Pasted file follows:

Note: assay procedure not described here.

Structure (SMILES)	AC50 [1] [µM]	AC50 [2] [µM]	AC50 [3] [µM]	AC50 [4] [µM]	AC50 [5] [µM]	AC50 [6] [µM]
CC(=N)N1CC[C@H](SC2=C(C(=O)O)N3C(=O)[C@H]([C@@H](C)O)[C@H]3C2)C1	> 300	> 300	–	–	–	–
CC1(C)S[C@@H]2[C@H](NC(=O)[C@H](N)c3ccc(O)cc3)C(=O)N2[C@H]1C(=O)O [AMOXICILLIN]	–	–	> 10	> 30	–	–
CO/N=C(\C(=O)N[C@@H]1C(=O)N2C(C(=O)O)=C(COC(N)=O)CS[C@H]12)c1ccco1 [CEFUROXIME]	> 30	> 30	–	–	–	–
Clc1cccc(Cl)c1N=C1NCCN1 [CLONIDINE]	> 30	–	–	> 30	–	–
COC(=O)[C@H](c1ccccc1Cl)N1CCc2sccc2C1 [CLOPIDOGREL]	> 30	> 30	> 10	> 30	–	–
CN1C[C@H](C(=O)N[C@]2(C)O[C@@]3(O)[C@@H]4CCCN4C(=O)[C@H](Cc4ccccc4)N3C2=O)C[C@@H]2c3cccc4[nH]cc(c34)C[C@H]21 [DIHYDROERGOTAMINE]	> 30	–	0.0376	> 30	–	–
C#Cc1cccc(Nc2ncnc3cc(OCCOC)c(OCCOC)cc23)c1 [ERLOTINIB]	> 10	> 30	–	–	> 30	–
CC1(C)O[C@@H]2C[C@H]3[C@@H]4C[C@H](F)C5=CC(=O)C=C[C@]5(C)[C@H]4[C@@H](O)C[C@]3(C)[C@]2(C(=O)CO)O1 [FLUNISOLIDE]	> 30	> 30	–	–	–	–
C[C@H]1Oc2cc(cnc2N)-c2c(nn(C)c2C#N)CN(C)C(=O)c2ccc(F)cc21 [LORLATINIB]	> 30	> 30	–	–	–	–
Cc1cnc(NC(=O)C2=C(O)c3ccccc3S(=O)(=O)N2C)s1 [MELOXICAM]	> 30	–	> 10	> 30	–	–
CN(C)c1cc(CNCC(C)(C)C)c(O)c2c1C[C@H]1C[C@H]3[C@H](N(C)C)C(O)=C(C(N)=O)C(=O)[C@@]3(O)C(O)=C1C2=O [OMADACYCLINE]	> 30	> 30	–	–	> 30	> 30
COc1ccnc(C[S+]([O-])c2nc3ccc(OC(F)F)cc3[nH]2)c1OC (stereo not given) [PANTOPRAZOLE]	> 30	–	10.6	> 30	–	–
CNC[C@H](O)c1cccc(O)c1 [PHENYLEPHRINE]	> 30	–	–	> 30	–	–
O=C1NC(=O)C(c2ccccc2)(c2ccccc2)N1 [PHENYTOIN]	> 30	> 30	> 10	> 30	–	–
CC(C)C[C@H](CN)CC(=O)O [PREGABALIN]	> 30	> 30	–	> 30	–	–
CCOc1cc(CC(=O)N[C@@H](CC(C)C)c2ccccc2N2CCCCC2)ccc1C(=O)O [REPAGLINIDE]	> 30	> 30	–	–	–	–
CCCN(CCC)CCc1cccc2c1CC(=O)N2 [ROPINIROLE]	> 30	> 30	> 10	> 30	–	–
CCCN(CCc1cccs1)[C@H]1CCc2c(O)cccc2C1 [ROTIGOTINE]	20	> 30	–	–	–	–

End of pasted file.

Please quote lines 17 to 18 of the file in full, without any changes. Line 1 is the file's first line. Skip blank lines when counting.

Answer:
CC(C)C[C@H](CN)CC(=O)O [PREGABALIN]	> 30	> 30	–	> 30	–	–
CCOc1cc(CC(=O)N[C@@H](CC(C)C)c2ccccc2N2CCCCC2)ccc1C(=O)O [REPAGLINIDE]	> 30	> 30	–	–	–	–